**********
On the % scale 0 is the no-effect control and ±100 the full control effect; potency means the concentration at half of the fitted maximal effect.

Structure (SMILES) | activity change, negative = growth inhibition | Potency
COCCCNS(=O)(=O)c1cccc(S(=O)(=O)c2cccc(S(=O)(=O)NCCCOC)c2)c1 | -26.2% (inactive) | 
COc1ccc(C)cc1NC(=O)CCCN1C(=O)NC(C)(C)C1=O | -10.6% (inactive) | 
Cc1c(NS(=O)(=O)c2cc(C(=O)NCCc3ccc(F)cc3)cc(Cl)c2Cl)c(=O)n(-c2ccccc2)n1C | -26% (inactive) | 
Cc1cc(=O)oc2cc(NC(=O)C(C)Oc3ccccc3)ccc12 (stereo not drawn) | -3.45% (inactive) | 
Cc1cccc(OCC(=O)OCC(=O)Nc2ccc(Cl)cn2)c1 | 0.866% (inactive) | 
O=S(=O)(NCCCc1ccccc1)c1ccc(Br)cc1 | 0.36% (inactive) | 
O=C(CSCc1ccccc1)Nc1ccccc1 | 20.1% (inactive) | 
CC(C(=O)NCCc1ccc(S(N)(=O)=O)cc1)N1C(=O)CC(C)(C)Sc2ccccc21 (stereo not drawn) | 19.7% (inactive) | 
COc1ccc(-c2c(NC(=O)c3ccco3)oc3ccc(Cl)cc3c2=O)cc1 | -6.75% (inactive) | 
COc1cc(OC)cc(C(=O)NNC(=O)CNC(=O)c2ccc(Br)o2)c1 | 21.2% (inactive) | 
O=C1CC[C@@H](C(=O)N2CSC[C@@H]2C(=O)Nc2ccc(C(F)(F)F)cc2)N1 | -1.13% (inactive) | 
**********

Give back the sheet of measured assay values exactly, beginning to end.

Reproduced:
On the % scale 0 is the no-effect control and ±100 the full control effect; potency means the concentration at half of the fitted maximal effect.

Structure (SMILES) | activity change, negative = growth inhibition | Potency
COCCCNS(=O)(=O)c1cccc(S(=O)(=O)c2cccc(S(=O)(=O)NCCCOC)c2)c1 | -26.2% (inactive) | 
COc1ccc(C)cc1NC(=O)CCCN1C(=O)NC(C)(C)C1=O | -10.6% (inactive) | 
Cc1c(NS(=O)(=O)c2cc(C(=O)NCCc3ccc(F)cc3)cc(Cl)c2Cl)c(=O)n(-c2ccccc2)n1C | -26% (inactive) | 
Cc1cc(=O)oc2cc(NC(=O)C(C)Oc3ccccc3)ccc12 (stereo not drawn) | -3.45% (inactive) | 
Cc1cccc(OCC(=O)OCC(=O)Nc2ccc(Cl)cn2)c1 | 0.866% (inactive) | 
O=S(=O)(NCCCc1ccccc1)c1ccc(Br)cc1 | 0.36% (inactive) | 
O=C(CSCc1ccccc1)Nc1ccccc1 | 20.1% (inactive) | 
CC(C(=O)NCCc1ccc(S(N)(=O)=O)cc1)N1C(=O)CC(C)(C)Sc2ccccc21 (stereo not drawn) | 19.7% (inactive) | 
COc1ccc(-c2c(NC(=O)c3ccco3)oc3ccc(Cl)cc3c2=O)cc1 | -6.75% (inactive) | 
COc1cc(OC)cc(C(=O)NNC(=O)CNC(=O)c2ccc(Br)o2)c1 | 21.2% (inactive) | 
O=C1CC[C@@H](C(=O)N2CSC[C@@H]2C(=O)Nc2ccc(C(F)(F)F)cc2)N1 | -1.13% (inactive) | 